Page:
Worryingly, 11) of 14 and 15-year-olds had seen online porn, and 19 of teenagers had witnessed cruel behaviour online, whilst 22 were able to see that their cruel and abusive comments may be considered mean to the person on the receiving end, with the same number seeing these comments as 'just banter'.
When it came to stranger danger, one in 10 (11) of those teens approached had then shared inappropriate things such as pictures of themselves with that stranger, which they later regretted.
More worrying still, a fifth (20%) reported meeting that adult in person before realising the relationship was inappropriate.
The research was conducted by internet security solutions provider McAfee and the Anti-Bullying Alliance (ABA), part of leading children's charity the National Children's Bureau. It found that 14 and 15-year-old teenagers are most likely to risk their safety and overshare online; putting themselves in potentially harmful situations and at risk of cyber-bullying.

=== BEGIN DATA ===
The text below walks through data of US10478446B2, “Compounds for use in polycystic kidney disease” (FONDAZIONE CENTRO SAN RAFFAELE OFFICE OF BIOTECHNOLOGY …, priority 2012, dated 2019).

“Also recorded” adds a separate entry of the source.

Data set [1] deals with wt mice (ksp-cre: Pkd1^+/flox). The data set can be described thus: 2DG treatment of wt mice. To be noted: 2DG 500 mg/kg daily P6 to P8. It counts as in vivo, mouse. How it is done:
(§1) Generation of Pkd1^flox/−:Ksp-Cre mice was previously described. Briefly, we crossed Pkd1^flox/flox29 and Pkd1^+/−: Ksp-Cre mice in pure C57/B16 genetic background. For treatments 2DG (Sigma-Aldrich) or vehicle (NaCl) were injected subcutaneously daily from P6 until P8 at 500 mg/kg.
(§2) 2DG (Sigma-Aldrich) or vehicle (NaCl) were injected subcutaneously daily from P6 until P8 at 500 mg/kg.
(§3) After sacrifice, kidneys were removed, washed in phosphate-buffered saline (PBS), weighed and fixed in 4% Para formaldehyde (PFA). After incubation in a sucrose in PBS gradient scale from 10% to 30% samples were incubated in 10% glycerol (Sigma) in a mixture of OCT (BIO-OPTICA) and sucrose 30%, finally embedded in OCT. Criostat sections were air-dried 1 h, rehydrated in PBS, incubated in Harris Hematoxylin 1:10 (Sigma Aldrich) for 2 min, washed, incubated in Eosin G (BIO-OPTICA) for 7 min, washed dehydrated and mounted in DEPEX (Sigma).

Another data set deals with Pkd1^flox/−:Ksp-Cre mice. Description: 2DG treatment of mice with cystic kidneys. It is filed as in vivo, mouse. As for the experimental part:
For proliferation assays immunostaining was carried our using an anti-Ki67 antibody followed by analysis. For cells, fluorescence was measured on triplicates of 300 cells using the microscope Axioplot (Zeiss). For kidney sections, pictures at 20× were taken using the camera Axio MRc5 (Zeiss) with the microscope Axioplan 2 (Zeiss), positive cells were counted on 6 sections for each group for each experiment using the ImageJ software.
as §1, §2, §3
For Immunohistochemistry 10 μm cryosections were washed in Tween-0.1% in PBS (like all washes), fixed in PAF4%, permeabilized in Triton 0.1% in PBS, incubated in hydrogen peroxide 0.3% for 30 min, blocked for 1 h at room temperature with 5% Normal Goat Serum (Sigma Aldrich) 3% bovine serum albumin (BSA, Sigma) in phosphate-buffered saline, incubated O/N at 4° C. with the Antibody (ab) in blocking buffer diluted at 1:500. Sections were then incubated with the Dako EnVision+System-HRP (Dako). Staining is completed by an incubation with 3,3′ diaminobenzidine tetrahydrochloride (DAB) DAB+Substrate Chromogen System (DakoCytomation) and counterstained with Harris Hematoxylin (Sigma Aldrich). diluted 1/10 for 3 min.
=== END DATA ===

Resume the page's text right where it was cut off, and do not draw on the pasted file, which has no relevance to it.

Luke Roberts, National Coordinator of the Anti-Bullying Alliance said: "The digital world is one inhabited by most young people on a daily basis, yet they are clearly struggling to understand online etiquettes, what appropriate online behaviour is, or how to keep safe.
"As adults it is our responsibility to teach children and young people digital skills and set boundaries so they are able to realise the huge benefits and opportunities that the internet offers in terms of accessing information and making friends, but also ensures that they are safe and free from being bullied both online and offline."
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